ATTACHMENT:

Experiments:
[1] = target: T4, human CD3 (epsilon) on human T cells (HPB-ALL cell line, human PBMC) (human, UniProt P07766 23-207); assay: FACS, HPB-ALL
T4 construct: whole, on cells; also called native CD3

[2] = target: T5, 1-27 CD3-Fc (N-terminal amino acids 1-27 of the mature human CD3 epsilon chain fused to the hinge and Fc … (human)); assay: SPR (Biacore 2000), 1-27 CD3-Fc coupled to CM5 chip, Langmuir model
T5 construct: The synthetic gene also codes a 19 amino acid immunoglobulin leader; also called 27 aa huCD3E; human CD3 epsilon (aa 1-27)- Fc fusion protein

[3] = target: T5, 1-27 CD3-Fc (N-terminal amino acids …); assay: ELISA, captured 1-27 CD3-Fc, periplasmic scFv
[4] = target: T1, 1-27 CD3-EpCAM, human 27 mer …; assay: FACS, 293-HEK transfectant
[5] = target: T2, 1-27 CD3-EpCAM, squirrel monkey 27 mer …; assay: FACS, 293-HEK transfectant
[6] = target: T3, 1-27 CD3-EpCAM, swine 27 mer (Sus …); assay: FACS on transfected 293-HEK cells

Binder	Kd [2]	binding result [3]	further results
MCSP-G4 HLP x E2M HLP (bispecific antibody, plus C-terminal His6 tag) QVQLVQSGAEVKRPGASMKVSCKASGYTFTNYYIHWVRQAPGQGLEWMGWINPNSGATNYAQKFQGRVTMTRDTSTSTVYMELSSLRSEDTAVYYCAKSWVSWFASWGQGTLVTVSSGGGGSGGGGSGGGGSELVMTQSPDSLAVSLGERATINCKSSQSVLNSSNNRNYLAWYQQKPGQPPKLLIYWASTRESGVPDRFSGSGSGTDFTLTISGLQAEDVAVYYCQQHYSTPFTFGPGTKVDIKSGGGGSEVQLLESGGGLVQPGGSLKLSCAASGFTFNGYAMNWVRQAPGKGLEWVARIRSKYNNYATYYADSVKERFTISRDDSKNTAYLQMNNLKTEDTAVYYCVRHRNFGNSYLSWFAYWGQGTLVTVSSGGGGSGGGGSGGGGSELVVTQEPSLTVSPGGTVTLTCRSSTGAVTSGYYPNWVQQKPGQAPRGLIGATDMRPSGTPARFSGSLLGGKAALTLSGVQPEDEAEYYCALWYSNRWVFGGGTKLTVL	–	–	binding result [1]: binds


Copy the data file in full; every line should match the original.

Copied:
Experiments:
[1] = target: T4, human CD3 (epsilon) on human T cells (HPB-ALL cell line, human PBMC) (human, UniProt P07766 23-207); assay: FACS, HPB-ALL
T4 construct: whole, on cells; also called native CD3

[2] = target: T5, 1-27 CD3-Fc (N-terminal amino acids 1-27 of the mature human CD3 epsilon chain fused to the hinge and Fc … (human)); assay: SPR (Biacore 2000), 1-27 CD3-Fc coupled to CM5 chip, Langmuir model
T5 construct: The synthetic gene also codes a 19 amino acid immunoglobulin leader; also called 27 aa huCD3E; human CD3 epsilon (aa 1-27)- Fc fusion protein

[3] = target: T5, 1-27 CD3-Fc (N-terminal amino acids …); assay: ELISA, captured 1-27 CD3-Fc, periplasmic scFv
[4] = target: T1, 1-27 CD3-EpCAM, human 27 mer …; assay: FACS, 293-HEK transfectant
[5] = target: T2, 1-27 CD3-EpCAM, squirrel monkey 27 mer …; assay: FACS, 293-HEK transfectant
[6] = target: T3, 1-27 CD3-EpCAM, swine 27 mer (Sus …); assay: FACS on transfected 293-HEK cells

Binder	Kd [2]	binding result [3]	further results
MCSP-G4 HLP x E2M HLP (bispecific antibody, plus C-terminal His6 tag) QVQLVQSGAEVKRPGASMKVSCKASGYTFTNYYIHWVRQAPGQGLEWMGWINPNSGATNYAQKFQGRVTMTRDTSTSTVYMELSSLRSEDTAVYYCAKSWVSWFASWGQGTLVTVSSGGGGSGGGGSGGGGSELVMTQSPDSLAVSLGERATINCKSSQSVLNSSNNRNYLAWYQQKPGQPPKLLIYWASTRESGVPDRFSGSGSGTDFTLTISGLQAEDVAVYYCQQHYSTPFTFGPGTKVDIKSGGGGSEVQLLESGGGLVQPGGSLKLSCAASGFTFNGYAMNWVRQAPGKGLEWVARIRSKYNNYATYYADSVKERFTISRDDSKNTAYLQMNNLKTEDTAVYYCVRHRNFGNSYLSWFAYWGQGTLVTVSSGGGGSGGGGSGGGGSELVVTQEPSLTVSPGGTVTLTCRSSTGAVTSGYYPNWVQQKPGQAPRGLIGATDMRPSGTPARFSGSLLGGKAALTLSGVQPEDEAEYYCALWYSNRWVFGGGTKLTVL	–	–	binding result [1]: binds